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UMBC men’s basketball earns No. 1 seed in America East tournament

Keondre Kennedy has played basketball at the youth level, North Clayton High School in Atlanta and Labette Community College in Parsons, Kansas, and at each stop, he had never felt the joy of winning a championship.

Until Friday evening when Kennedy and the UMBC men’s team defeated visiting Vermont, 66-55, at the UMBC Event Center in Catonsville for a share of the America East regular-season title for the first time since the 2007-08 season.

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“I don’t even know how to react,” Kennedy, a junior guard, said with a laugh. “It’s weird. I’m real happy that we won and stuff like that, but I’m also at the point where we’re not finished yet. We still have two more teams to play, and our whole goal is to get to the NCAA tournament. So it’s good in the moment, but we’re really focused on getting to the NCAA tournament.”

R.J. Eytle-Rock is no stranger to titles, but the England native and junior guard agreed with Kennedy about the significance of this one.

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“I’ve won in high school back home in London, but this is a bit more emotional,” he said. “This is my first American championship. … Look at all of the sacrifices we’ve put into this. This year is very different from anything else. We’ve sacrificed a lot this year. So to see it pay off is amazing.”

The road to the 2020-21 conference tournament crown will run through the Retrievers as they captured the No. 1 seed and home court advantage throughout the conference tournament. Although they finished with the same 10-4 record in the league as the Catamounts did, UMBC won the first tiebreaker by virtue of sweeping Albany, the first common opponent. (Vermont split with the Great Danes.)

Eytle-Rock led a group of four Retrievers who finished in double digits in scoring. Eytle-Rock, who had 23 points, seven rebounds and three assists, in Thursday night’s 80-71 loss to the Catamounts, collected 15 points, seven rebounds and three assists on Friday.

Kennedy and senior power forward Daniel Akin both came off the bench to score 14 points, and senior point guard Darnell Rogers chipped in 10 points. Kennedy and Akin powered a bench that outscored Vermont’s, 30-7.

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As diverse as the offense was, UMBC flexed its muscles on the defensive end. On Thursday night, the Catamounts relied heavily on their Big 3 of junior power forward Ryan Davis (21 points and six rebounds), redshirt senior shooting guard Ben Shungu (20 points and eight rebounds) and senior point guard Stef Smith (20 points and four rebounds).

On Friday, Shungu finished with eight points on 2-of-10 shooting and four rebounds, and Smith had nine points on 3-of-10 shooting. Davis compiled 15 points and six rebounds, but was limited to 22 minutes because of four personal fouls.

Retrievers coach Ryan Odom said the coaching staff emphasized greater responsibility on defense.

“We did a good job of getting inside and forcing some tough shots at the rim,” he said. “Our 2-point defense had to be better than it was the other day. That was a clear focus for us, and that’s where this team has been good all year. We haven’t let many teams score at the rim on us. We definitely give up threes from time to time, but the twos are something we can’t really live with.”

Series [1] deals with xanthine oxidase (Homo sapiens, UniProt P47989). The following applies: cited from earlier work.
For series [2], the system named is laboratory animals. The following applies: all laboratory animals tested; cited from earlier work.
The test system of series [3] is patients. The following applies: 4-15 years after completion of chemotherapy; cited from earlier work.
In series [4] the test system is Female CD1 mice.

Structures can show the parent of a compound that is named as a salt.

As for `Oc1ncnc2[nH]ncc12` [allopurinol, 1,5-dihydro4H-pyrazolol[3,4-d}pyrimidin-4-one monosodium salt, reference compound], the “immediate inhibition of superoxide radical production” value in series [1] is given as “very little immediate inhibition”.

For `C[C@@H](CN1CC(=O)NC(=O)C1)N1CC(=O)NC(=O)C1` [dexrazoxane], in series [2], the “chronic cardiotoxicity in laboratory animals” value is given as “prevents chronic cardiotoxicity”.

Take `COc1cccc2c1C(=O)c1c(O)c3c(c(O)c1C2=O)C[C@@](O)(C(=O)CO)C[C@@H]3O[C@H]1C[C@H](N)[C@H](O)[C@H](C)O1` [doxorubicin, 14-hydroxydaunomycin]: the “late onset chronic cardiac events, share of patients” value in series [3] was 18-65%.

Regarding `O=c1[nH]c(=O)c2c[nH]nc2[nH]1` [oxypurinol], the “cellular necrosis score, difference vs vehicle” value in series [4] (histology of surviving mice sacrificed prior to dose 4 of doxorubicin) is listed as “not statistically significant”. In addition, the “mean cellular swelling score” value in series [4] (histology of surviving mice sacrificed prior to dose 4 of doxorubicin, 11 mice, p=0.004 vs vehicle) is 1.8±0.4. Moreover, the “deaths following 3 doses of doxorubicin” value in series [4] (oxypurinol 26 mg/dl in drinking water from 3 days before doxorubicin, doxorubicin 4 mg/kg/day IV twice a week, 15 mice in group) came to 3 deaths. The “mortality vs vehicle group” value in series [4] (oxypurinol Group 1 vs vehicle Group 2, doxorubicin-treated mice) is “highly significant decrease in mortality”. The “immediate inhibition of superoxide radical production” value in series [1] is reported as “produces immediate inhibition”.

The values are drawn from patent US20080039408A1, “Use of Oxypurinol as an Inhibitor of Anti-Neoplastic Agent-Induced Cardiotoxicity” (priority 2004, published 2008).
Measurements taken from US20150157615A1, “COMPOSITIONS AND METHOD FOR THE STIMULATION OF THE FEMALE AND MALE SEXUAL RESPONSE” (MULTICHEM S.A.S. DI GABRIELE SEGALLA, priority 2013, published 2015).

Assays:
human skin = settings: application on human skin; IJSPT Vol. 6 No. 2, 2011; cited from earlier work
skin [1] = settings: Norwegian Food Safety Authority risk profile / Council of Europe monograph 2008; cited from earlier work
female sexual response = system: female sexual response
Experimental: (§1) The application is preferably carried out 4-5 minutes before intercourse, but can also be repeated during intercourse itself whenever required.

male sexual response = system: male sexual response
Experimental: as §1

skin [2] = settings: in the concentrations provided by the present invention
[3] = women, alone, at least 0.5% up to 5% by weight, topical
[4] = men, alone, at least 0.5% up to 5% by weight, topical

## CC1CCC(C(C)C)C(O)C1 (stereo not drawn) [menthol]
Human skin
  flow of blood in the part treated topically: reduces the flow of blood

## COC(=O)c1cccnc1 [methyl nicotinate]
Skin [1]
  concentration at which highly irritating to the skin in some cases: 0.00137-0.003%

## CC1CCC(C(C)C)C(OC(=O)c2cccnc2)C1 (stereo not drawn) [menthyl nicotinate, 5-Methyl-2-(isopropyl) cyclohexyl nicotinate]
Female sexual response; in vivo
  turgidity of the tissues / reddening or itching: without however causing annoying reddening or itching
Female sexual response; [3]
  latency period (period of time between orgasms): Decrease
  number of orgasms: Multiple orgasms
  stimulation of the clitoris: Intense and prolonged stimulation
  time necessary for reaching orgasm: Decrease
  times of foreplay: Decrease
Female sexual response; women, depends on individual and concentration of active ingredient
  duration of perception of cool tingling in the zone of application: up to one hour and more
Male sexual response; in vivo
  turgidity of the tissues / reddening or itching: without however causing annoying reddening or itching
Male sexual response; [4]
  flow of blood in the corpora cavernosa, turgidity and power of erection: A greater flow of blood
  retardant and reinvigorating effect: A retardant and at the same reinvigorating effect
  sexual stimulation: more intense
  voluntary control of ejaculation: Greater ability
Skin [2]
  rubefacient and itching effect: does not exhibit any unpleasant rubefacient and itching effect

Catamounts coach John Becker said UMBC did a better job of adapting its ball-screen coverage to limit quality opportunities on the perimeter and drives to the basket.

“We got some good looks,” he said. “Ben and Stef shot it really well last night, and they were 5-for-20 tonight. Ryan Davis was in foul trouble for big portions of the game. But I think that was more their force, so to speak.”

Odom revealed that Eytle-Rock was unhappy about missing three free throws Thursday night and returned to the court after the loss to work on that. He made all eight of his free throws on Friday.

“That’s what a leader does,” Odom said. “He was disappointed he missed three free throws yesterday, and he didn’t want to repeat that.”

Said Eytle-Rock: “I was just attacking and getting to the free-throw line. Any one of us can go off like that. They really struggled to guard us.”

Kennedy has started only twice this season, but said he enjoys coming off the bench.

“Honestly, I really do because I feel like I bring good energy coming off the bench,” he said. “I feel like they were almost kind of disrespecting me like I couldn’t score. … Every time I got a shot, I was like, ‘Yeah.’ I’m a very emotional player, and I like talking.”

Odom was appreciative of Kennedy’s contributions, which included 12 points in the first half that propelled UMBC to a 34-20 advantage.

“He’s getting better and better,” Odom said. “He’s always a fabulous worker. He loves the game, he’s always in the gym, he’s gotten stronger. He’s an athletic guy, so he can get to the basket. He has skills with the ball. He can make passes, and he certainly helped us in that first half from a points perspective with 12 in the first half.”

The Retrievers could see Vermont in the tournament final on March 13. If so, Becker, the Catamounts coach, said his team will have to match their intensity.

“They just looked a little bit hungrier than us tonight,” he said. “They made the plays they needed to make. It was a tightly contested series all weekend, and they got the better of us tonight.”

UMASS LOWELL@UMBC

Feb. 27, TBD

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